decided: July 14, 1983.
DANA CORPORATION AND THE HARTFORD INSURANCE GROUP, PETITIONERS
WORKMEN'S COMPENSATION APPEAL BOARD (MICHAEL SAVAGE AND FIREMEN'S FUND INSURANCE COMPANIES), RESPONDENTS. DANA CORPORATION AND THE HARTFORD INSURANCE GROUP, PETITIONERS V. WORKMEN'S COMPENSATION APPEAL BOARD (JOSEPH A. WISNIEWSKI AND FIREMEN'S FUND INSURANCE COMPANIES), RESPONDENTS
Appeals from the Orders of the Workmen's Compensation Appeal Board in the case of Michael Savage v. Dana Corporation, No. A-80981 and in the case of Joseph A. Wisniewski v. Dana Corporation, Parrish Division, No. A-81050.
Robert H. Holland, with him Barbara L. Hollenbach, Holland, Taylor and Sorrentino, for petitioners.
Stephen J. Harlen, Swartz, Campbell and Detweiler, for respondent, Firemen's Fund Insurance Companies.
Marc S. Jacobs, Galfand, Berger, Senesky, Lurie & March, for respondents, Michael Savage and Joseph A. Wisniewski.
Judges Blatt, MacPhail and Doyle, sitting as a panel of three. Opinion by Judge Doyle.
[ 75 Pa. Commw. Page 475]
These are the consolidated appeals of the Dana Corporation (Dana) and The Hartford Insurance Group (The Hartford) from orders of the Workmen's Compensation Appeal Board (Board) which affirmed the award of benefits to two Dana employees. We affirm.
Michael Savage and Joseph A. Wisniewski (Claimants) were both employed by the Dana Corporation for more than thirty years. Savage was employed as a welder and assemblyman and Wisniewski was employed as a welder and utility man. In 1979, both men filed claim petitions seeking compensation for a
[ 75 Pa. Commw. Page 476]
complete loss of hearing in both ears.*fn1 Both men claimed that the injury was caused by constant exposure to noise during the course of their employment with Dana. Separate hearings were held before Referee Harry C. Shayhorn,*fn2 and The Hartford, insurance carrier for Dana since June 1, 1978, joined Firemen's Fund Insurance Company (Firemen's Fund), carrier for Dana prior to June 1, 1978, in both actions. Both The Hartford and Firemen's Fund raised the statute of limitations as a defense to each claim. Referee Shayhorn ordered The Hartford to pay benefits to both Claimants for the loss of hearing in both ears for all practical intents and purposes. The Hartford appealed both determinations and the Board affirmed. Petition for review in this Court followed and we consolidated these nearly identical cases for argument and disposition.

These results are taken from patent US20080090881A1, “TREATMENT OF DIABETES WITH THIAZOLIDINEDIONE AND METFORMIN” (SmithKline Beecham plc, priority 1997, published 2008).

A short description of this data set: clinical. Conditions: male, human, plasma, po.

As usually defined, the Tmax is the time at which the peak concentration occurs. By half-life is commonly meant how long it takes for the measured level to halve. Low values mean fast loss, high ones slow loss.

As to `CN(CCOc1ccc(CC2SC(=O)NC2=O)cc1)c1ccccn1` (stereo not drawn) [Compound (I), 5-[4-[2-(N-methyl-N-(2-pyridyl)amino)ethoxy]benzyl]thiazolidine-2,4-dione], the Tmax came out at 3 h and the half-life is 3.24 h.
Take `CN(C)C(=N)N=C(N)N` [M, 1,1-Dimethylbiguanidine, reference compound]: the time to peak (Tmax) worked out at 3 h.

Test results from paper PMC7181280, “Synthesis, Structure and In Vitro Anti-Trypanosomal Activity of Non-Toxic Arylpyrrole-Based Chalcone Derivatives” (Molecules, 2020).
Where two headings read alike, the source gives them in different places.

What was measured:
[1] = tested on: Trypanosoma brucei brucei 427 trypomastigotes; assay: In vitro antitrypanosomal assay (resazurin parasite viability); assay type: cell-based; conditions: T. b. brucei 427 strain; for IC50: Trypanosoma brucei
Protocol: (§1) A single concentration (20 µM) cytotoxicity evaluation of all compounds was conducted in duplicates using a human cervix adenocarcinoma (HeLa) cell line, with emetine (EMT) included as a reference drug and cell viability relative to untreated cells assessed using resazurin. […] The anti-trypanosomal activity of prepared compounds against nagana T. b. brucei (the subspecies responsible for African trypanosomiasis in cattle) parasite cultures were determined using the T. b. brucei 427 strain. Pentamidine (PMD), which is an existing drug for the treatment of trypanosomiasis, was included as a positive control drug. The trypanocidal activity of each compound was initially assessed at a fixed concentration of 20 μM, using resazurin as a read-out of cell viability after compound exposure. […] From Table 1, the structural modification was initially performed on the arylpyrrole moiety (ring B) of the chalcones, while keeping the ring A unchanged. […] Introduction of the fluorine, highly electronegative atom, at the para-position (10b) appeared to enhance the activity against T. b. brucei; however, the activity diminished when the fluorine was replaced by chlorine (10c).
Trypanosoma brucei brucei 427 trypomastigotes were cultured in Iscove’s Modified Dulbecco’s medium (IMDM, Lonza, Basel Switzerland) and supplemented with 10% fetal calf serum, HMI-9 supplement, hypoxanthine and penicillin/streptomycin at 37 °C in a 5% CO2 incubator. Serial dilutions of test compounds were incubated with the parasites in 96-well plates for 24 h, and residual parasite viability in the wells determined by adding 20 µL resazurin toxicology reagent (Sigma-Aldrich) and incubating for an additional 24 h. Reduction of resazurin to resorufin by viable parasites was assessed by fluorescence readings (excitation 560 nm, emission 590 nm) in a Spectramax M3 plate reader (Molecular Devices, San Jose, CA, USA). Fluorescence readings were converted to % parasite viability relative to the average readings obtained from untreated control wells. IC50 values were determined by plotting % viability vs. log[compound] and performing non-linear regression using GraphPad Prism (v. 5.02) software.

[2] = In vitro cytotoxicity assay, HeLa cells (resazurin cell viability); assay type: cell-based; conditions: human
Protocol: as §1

Claimants seeking workmen's compensation benefits bear the burden of proving a right to those benefits. Bethlehem Steel Corporation v. Workmen's Compensation Appeal Board (Lombardi), 70 Pa. Commonwealth Ct. 392, 453 A.2d 370 (1982). Where, as here, the parties with the burden of proof prevail before the referee and the Board takes no additional evidence, review by this Court is limited to determining whether constitutional rights were violated, an error of law was committed, or necessary findings of fact were unsupported by substantial evidence. United States Steel Corp. v. Workmen's Compensation Appeal Board, 59 Pa. Commonwealth Ct. 434, 430 A.2d 349 (1981).
Dana urges that findings made by Referee Shayhorn in each case are unsupported by substantial
[ 75 Pa. Commw. Page 477]
evidence. Specifically, Dana questions the finding that Savage was not aware of the extent of his injury or its relation to his employment and that the first medical confirmation of the causal connection was in November of 1979. Similarly, Dana challenges the finding that Wisniewski was not aware that he suffered a total loss of hearing from exposure to noise at work until the time he filed his claim petition. The record shows that Dana instituted a program of testing its employees' hearing in 1971 and Claimants were both tested annually or semi-annually. Dana urges that the Claimants, therefore, knew or should have known that they suffered a total bilateral loss of hearing that was work related. While testimony by both Claimants indicated that they had suffered a hearing problem for some time and had reason to believe the problem was due to exposure to noise at Dana, both men testified that their hearing loss became progressively worse and that they had never been told the results of the testing at Dana and were never told that they suffered a total hearing loss for all practical intents and purposes from their employment until they were examined by a physician in 1979. This constitutes substantial evidence to support the referee's findings.
Collaterally, Dana argues that both Claimants suffered their hearing loss long before they filed their claims and recovery is barred by the statute of limitations.*fn3 We disagree. As noted above Claimants testified that their hearing loss had become progressively worse up until the time they filed their claims. The record contains medical testimony regarding the progressive nature of hearing loss due to cumulative exposure to industrial noise and our Supreme Court has recognized
[ 75 Pa. Commw. Page 478]
the nature of the injury and the difficulty in isolating a single moment when hearing is deemed to be lost for all practical intents and purpose. Hinkle v. H.J. Heinz Co., 462 Pa. 111, 337 A.2d 907 (1975). Referee Shayhorn committed no error of law in concluding that both claim petitions were timely filed.
Now, July 14, 1983, the orders of the Workmen's Compensation Appeal Board in the above referenced matters, No. A-80981, dated April 1, 1982 and No. A-81050, dated May 13, 1982 are hereby affirmed.